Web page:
(04/29/14) - Something as simple as a blood test could be the key to stopping anorexia and saving countless lives. There is a genetic link to the eating disorder. Now scientists want to use this knowledge to come up with something as simple as a blood test, that could help stop anorexia and save countless lives.
Allison Blue doesn't keep many photos from her teenage years, but she will tell you about her struggle with anorexia. It began at 14. By the time she turned 16, she dropped 30 pounds, "even when i was told if I kept going down that path, I didn't really have that much longer to live. It really didn't matter to me."
When she was just 24, her weight hit its lowest point. Her health and heart began to fail. Then, she says, she lost her hair, "probably over a third of it fell out."
That's when she finally got the help she needed. Dr. Cynthia Bulik says not everyone with anorexia is so lucky, "it has the highest mortality rate of any psychiatric disorder."
She adds that it can eventually cause both the body and mind to fail, "people with anorexia are over 50 times more likely to commit suicide than their peers who don't have an eating disorder."
Studies show genes and environment each play a 50-50 role in who develops Anorexia. Having a first degree relative with the disorder, makes someone eleven times more likely to develop it themselves.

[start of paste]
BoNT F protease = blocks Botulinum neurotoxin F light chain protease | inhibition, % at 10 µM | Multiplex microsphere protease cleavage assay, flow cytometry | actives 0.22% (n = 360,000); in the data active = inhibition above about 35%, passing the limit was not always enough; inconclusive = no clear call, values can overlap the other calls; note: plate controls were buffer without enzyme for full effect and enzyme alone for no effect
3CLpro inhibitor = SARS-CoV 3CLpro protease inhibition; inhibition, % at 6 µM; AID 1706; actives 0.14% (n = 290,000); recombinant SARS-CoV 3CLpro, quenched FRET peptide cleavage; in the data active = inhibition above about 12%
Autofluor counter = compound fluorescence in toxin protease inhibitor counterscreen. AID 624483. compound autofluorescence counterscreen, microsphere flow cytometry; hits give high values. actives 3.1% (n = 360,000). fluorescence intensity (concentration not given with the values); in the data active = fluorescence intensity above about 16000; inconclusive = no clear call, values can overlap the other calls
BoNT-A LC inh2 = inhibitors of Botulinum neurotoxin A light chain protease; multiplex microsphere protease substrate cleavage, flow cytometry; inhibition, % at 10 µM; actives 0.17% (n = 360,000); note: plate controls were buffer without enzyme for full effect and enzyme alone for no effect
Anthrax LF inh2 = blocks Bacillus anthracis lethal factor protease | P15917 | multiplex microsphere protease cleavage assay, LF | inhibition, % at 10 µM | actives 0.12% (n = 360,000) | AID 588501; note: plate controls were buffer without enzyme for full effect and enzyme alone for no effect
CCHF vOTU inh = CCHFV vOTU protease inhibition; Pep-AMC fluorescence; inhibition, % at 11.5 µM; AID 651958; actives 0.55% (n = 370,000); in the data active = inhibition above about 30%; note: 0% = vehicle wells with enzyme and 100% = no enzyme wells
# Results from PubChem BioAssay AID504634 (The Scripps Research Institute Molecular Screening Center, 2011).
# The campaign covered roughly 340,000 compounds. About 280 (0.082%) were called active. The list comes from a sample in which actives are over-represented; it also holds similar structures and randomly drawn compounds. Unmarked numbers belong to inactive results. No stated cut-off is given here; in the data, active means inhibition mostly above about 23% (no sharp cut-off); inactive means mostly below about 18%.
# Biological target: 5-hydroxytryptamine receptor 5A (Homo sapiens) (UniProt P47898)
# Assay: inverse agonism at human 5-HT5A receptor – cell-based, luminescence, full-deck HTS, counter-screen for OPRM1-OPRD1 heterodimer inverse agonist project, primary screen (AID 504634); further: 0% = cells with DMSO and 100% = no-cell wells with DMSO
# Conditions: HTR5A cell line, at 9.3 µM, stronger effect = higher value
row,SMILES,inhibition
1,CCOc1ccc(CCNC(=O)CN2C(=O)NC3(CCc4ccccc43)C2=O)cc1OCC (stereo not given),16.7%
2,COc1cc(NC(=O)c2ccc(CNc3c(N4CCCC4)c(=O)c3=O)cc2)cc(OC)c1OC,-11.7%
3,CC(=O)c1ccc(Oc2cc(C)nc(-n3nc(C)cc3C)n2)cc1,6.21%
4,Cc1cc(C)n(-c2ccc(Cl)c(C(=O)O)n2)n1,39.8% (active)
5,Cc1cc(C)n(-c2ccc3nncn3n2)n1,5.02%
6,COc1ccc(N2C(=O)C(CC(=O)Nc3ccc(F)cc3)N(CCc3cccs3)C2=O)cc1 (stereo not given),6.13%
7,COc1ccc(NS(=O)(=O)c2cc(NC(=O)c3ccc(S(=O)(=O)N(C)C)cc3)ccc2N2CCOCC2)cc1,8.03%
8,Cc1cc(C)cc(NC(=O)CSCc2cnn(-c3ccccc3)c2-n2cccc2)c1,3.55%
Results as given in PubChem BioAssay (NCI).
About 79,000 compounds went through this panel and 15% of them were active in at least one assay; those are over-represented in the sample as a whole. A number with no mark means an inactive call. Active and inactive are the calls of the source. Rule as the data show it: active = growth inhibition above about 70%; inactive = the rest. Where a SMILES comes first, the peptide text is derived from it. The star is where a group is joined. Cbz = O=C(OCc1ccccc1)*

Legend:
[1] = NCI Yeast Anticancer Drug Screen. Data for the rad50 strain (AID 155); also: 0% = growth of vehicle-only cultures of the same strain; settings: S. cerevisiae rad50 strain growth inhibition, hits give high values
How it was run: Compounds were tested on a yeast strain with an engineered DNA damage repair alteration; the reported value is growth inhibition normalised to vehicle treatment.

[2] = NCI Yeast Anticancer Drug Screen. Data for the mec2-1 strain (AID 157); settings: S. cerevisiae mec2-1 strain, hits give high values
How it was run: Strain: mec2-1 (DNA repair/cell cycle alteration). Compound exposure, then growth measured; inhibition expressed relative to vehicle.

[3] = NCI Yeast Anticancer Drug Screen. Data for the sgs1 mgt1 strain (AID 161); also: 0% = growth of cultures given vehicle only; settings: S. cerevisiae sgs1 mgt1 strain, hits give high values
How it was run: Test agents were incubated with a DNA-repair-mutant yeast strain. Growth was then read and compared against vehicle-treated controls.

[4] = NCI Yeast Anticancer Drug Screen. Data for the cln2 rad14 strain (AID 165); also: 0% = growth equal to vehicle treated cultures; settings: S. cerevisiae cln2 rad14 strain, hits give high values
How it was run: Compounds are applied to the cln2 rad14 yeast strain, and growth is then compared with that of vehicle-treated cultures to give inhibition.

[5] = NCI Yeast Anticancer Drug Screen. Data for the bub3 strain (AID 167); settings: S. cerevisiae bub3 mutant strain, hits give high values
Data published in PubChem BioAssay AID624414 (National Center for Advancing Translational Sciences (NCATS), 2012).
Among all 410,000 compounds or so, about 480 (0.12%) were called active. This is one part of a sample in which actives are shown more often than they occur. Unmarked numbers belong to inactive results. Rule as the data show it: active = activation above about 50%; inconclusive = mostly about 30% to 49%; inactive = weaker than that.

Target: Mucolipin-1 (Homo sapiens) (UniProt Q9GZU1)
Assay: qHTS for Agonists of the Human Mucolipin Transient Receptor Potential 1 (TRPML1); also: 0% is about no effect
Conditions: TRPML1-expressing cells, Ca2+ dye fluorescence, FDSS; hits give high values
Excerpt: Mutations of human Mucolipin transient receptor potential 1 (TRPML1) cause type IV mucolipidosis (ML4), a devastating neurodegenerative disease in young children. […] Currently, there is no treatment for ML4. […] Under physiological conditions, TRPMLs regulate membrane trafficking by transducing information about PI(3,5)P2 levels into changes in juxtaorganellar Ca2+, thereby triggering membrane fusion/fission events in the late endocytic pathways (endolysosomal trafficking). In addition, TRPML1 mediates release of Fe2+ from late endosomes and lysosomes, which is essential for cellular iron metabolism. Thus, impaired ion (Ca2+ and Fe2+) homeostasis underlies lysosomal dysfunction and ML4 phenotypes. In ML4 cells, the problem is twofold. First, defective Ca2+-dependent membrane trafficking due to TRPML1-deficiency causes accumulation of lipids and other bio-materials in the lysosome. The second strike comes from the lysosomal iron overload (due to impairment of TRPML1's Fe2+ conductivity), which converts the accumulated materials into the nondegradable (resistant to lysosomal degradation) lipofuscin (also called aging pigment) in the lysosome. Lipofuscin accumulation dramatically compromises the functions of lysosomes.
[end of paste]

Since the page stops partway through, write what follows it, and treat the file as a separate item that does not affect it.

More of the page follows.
"One of the things that I like to say is that genes load the gun, but environment pulls the trigger," which is why Dr. Bulik is leading the Anorexia Nervosa Genetics Initiative, known as ANGI . Participants complete an online questionnaire and mail in small blood samples for DNA. The goal is to identify genes responsible for Anorexia Nervosa and eventually to develop new treatments.
"My fantasy," Bulik says, "is that if we could get everybody in the country who's ever had anorexia nervosa to participate in ANGI, we could crack this nut."
It's a fantasy for Allison as well, "I would love for people to know more about it."
The goal of the study is to gather 8,000 samples by 2015. If you are interested in participating in ANGI, email ANGI@UNC.edu or call 919-966-3065.